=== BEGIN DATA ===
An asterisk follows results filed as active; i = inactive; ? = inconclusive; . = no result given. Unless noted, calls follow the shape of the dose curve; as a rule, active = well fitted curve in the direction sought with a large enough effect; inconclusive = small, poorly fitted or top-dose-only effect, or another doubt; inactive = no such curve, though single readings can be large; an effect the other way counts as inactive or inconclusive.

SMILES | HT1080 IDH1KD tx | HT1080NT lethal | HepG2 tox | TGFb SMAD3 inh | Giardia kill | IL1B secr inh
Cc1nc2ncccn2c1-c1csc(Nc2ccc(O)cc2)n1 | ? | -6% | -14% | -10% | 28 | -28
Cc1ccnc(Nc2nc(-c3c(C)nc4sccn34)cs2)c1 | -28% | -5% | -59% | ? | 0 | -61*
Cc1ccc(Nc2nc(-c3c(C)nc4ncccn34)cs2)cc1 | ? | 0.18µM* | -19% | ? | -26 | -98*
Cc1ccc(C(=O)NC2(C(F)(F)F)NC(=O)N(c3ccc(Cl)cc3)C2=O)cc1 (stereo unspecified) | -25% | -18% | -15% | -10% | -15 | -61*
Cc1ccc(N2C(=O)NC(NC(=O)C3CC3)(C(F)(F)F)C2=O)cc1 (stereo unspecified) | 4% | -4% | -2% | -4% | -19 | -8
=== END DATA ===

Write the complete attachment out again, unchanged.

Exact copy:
An asterisk follows results filed as active; i = inactive; ? = inconclusive; . = no result given. Unless noted, calls follow the shape of the dose curve; as a rule, active = well fitted curve in the direction sought with a large enough effect; inconclusive = small, poorly fitted or top-dose-only effect, or another doubt; inactive = no such curve, though single readings can be large; an effect the other way counts as inactive or inconclusive.

SMILES | HT1080 IDH1KD tx | HT1080NT lethal | HepG2 tox | TGFb SMAD3 inh | Giardia kill | IL1B secr inh
Cc1nc2ncccn2c1-c1csc(Nc2ccc(O)cc2)n1 | ? | -6% | -14% | -10% | 28 | -28
Cc1ccnc(Nc2nc(-c3c(C)nc4sccn34)cs2)c1 | -28% | -5% | -59% | ? | 0 | -61*
Cc1ccc(Nc2nc(-c3c(C)nc4ncccn34)cs2)cc1 | ? | 0.18µM* | -19% | ? | -26 | -98*
Cc1ccc(C(=O)NC2(C(F)(F)F)NC(=O)N(c3ccc(Cl)cc3)C2=O)cc1 (stereo unspecified) | -25% | -18% | -15% | -10% | -15 | -61*
Cc1ccc(N2C(=O)NC(NC(=O)C3CC3)(C(F)(F)F)C2=O)cc1 (stereo unspecified) | 4% | -4% | -2% | -4% | -19 | -8